It's a good thing Shakespeare's Romeo didn't swear his love for Juliet by a blue moon. After all, his choice of a regular moon didn't sit well with her. "O! swear not by the moon," she said, "the inconstant moon,/That monthly changes in her circled orb,/Lest that thy love prove likewise variable."
Even more inconstant is a "blue moon," the phenomenon in which two full moons appear in the same month. Hence the old folk saying "Once in a blue moon," which to Juliet would have meant "never." Or close to it.
Blue moons show up, on average, once every 33 months. This year, however, we'll see two blue moons -- an exceptionally rare occurrence, according to Dr. David H. Menke, director of the Buehler Planetarium at Broward Community College in Davie. The first one took place in January, and the second will occur next week. Menke says that not since 1961 have we seen two blue moons in one year, and it won't happen again until 2018.
To mark the occasion, Menke will present the program Once in a Blue Moon: Myths and Mysteries March 31. His program will deal with more than just science, however. Menke teaches astronomy to students of all ages, from prekindergarten to college, and conducts a monthly lecture series at the planetarium. During all of his presentations, the witty and knowledgeable moon-gazer combines astronomy with history, literature, folklore, and linguistics.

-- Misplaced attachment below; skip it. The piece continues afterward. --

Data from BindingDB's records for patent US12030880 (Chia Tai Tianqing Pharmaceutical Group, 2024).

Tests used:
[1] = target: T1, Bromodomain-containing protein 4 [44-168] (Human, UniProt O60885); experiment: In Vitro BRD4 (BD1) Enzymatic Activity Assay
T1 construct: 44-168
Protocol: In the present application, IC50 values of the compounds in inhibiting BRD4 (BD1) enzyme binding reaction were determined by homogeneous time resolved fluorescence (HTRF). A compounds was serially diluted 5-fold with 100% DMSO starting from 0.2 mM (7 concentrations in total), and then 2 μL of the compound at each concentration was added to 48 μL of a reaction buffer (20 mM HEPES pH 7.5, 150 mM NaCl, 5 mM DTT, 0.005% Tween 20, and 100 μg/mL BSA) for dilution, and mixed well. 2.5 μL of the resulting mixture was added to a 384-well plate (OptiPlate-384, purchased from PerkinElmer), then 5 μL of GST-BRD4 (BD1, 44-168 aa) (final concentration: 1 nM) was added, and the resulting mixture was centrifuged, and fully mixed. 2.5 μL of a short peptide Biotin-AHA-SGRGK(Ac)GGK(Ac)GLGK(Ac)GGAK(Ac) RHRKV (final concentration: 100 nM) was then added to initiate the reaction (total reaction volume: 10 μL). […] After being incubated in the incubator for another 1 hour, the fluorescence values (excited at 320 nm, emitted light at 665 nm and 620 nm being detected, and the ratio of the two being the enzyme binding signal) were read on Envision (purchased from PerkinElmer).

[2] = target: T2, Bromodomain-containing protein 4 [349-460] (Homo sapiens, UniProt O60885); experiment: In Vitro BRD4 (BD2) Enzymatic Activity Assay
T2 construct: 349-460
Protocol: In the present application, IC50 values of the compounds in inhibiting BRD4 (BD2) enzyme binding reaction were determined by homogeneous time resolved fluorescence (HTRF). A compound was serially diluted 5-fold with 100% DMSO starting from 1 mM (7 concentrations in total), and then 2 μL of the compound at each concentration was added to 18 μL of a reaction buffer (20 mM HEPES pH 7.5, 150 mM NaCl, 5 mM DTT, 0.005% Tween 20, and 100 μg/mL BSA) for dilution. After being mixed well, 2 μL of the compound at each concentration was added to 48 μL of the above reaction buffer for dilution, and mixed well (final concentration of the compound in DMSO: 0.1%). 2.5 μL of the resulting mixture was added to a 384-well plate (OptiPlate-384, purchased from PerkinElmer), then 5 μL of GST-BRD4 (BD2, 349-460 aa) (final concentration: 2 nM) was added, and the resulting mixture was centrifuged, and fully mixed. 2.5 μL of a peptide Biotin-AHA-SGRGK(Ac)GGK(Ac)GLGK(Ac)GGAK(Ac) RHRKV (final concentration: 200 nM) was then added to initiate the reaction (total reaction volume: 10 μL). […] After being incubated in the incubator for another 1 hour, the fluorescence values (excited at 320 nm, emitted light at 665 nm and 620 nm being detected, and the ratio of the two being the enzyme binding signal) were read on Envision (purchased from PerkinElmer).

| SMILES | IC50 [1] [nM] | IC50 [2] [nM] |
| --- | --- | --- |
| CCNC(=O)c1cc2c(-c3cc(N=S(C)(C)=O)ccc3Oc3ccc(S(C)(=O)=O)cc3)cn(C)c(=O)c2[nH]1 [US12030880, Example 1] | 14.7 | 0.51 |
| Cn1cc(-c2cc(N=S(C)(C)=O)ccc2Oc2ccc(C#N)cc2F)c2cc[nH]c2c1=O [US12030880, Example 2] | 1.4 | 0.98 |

The earliest-known written reference to the blue moon, he relates, is Roy and Barlowe's 1526 book Rede Me and Be Not Wroth. In it the authors write (in Old English, mind you), "Yf they say the mone is blewe/We must believe that it is true." What the English chaps were pointing out is that the moon, of course, is not blue. A "blewe" moon, to them, signified something that's not possible.
But since Rede Me was published, some natural disasters have given the moon a bluish tint. Following the eruption of the Indonesian volcano Krakatoa in 1883, the ash made the moon look blue for nearly two years. A monsoon in India in 1927 and forest fires in Newfoundland in 1951 had similar effects, so a blue-colored moon is now considered rare, not impossible.
During Menke's show, he'll relate many a blue-moon myth, and a re-creation of the night sky will be viewed inside the planetarium. Afterward viewers will move outside to check out the big-screen version.
Once in a Blue Moon: Myths and Mysteries will be presented Wednesday, March 31, at 7:30 p.m. in the Buehler Planetarium, 3501 SW Davie Rd., Davie. Admission is $6. Reservations are required, and kids younger than age 5 will not be admitted. Call 954-475-6681.